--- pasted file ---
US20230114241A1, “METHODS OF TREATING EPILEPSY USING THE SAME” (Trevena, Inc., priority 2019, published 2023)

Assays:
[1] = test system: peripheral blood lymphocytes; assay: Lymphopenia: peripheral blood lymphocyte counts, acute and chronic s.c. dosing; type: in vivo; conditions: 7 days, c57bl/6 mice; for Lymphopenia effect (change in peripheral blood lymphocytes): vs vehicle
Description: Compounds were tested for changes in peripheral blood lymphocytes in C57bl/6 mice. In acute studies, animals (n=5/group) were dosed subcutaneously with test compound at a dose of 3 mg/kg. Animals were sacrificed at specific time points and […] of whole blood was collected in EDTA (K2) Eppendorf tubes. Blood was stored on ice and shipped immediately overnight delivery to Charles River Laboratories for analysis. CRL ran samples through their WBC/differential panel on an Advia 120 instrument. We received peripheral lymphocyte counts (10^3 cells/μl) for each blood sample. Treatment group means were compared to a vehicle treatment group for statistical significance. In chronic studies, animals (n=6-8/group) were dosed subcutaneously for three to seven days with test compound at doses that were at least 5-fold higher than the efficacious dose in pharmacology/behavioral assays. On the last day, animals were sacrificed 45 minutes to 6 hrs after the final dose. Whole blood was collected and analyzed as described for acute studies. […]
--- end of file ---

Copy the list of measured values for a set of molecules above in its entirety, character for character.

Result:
US20230114241A1, “METHODS OF TREATING EPILEPSY USING THE SAME” (Trevena, Inc., priority 2019, published 2023)

Assays:
[1] = test system: peripheral blood lymphocytes; assay: Lymphopenia: peripheral blood lymphocyte counts, acute and chronic s.c. dosing; type: in vivo; conditions: 7 days, c57bl/6 mice; for Lymphopenia effect (change in peripheral blood lymphocytes): vs vehicle
Description: Compounds were tested for changes in peripheral blood lymphocytes in C57bl/6 mice. In acute studies, animals (n=5/group) were dosed subcutaneously with test compound at a dose of 3 mg/kg. Animals were sacrificed at specific time points and […] of whole blood was collected in EDTA (K2) Eppendorf tubes. Blood was stored on ice and shipped immediately overnight delivery to Charles River Laboratories for analysis. CRL ran samples through their WBC/differential panel on an Advia 120 instrument. We received peripheral lymphocyte counts (10^3 cells/μl) for each blood sample. Treatment group means were compared to a vehicle treatment group for statistical significance. In chronic studies, animals (n=6-8/group) were dosed subcutaneously for three to seven days with test compound at doses that were at least 5-fold higher than the efficacious dose in pharmacology/behavioral assays. On the last day, animals were sacrificed 45 minutes to 6 hrs after the final dose. Whole blood was collected and analyzed as described for acute studies. […]